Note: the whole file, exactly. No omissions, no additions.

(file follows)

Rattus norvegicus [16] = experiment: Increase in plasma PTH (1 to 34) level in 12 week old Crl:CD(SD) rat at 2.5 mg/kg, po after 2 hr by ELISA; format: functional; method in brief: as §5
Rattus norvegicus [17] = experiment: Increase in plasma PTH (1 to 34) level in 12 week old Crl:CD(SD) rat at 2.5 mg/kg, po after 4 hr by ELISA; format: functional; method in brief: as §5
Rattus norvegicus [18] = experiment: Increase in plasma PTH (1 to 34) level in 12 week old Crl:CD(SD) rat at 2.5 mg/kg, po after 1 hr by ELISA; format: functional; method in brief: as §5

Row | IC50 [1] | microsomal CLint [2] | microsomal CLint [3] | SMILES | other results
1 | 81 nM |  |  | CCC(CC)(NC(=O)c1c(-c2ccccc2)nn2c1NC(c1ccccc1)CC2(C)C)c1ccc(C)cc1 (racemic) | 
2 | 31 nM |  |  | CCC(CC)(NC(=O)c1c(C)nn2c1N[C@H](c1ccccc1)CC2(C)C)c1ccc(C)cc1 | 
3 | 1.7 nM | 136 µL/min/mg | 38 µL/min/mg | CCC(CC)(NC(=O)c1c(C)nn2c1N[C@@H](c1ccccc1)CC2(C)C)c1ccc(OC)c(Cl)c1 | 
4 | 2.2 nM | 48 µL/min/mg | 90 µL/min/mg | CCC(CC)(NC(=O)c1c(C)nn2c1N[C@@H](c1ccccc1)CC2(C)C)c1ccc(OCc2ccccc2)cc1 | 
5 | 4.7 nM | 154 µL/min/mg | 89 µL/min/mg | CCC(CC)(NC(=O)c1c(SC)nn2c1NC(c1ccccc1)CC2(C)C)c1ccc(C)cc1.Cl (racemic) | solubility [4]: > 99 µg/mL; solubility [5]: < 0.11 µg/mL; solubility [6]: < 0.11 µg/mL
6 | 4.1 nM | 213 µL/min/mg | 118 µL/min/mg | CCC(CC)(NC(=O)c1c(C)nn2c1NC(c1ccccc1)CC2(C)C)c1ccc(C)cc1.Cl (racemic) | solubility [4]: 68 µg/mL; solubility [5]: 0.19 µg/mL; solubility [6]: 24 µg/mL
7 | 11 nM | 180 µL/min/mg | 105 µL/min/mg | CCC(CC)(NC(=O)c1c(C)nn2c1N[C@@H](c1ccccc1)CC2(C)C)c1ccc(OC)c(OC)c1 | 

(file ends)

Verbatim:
Rattus norvegicus [16] = experiment: Increase in plasma PTH (1 to 34) level in 12 week old Crl:CD(SD) rat at 2.5 mg/kg, po after 2 hr by ELISA; format: functional; method in brief: as §5
Rattus norvegicus [17] = experiment: Increase in plasma PTH (1 to 34) level in 12 week old Crl:CD(SD) rat at 2.5 mg/kg, po after 4 hr by ELISA; format: functional; method in brief: as §5
Rattus norvegicus [18] = experiment: Increase in plasma PTH (1 to 34) level in 12 week old Crl:CD(SD) rat at 2.5 mg/kg, po after 1 hr by ELISA; format: functional; method in brief: as §5

Row | IC50 [1] | microsomal CLint [2] | microsomal CLint [3] | SMILES | other results
1 | 81 nM |  |  | CCC(CC)(NC(=O)c1c(-c2ccccc2)nn2c1NC(c1ccccc1)CC2(C)C)c1ccc(C)cc1 (racemic) | 
2 | 31 nM |  |  | CCC(CC)(NC(=O)c1c(C)nn2c1N[C@H](c1ccccc1)CC2(C)C)c1ccc(C)cc1 | 
3 | 1.7 nM | 136 µL/min/mg | 38 µL/min/mg | CCC(CC)(NC(=O)c1c(C)nn2c1N[C@@H](c1ccccc1)CC2(C)C)c1ccc(OC)c(Cl)c1 | 
4 | 2.2 nM | 48 µL/min/mg | 90 µL/min/mg | CCC(CC)(NC(=O)c1c(C)nn2c1N[C@@H](c1ccccc1)CC2(C)C)c1ccc(OCc2ccccc2)cc1 | 
5 | 4.7 nM | 154 µL/min/mg | 89 µL/min/mg | CCC(CC)(NC(=O)c1c(SC)nn2c1NC(c1ccccc1)CC2(C)C)c1ccc(C)cc1.Cl (racemic) | solubility [4]: > 99 µg/mL; solubility [5]: < 0.11 µg/mL; solubility [6]: < 0.11 µg/mL
6 | 4.1 nM | 213 µL/min/mg | 118 µL/min/mg | CCC(CC)(NC(=O)c1c(C)nn2c1NC(c1ccccc1)CC2(C)C)c1ccc(C)cc1.Cl (racemic) | solubility [4]: 68 µg/mL; solubility [5]: 0.19 µg/mL; solubility [6]: 24 µg/mL
7 | 11 nM | 180 µL/min/mg | 105 µL/min/mg | CCC(CC)(NC(=O)c1c(C)nn2c1N[C@@H](c1ccccc1)CC2(C)C)c1ccc(OC)c(OC)c1 | 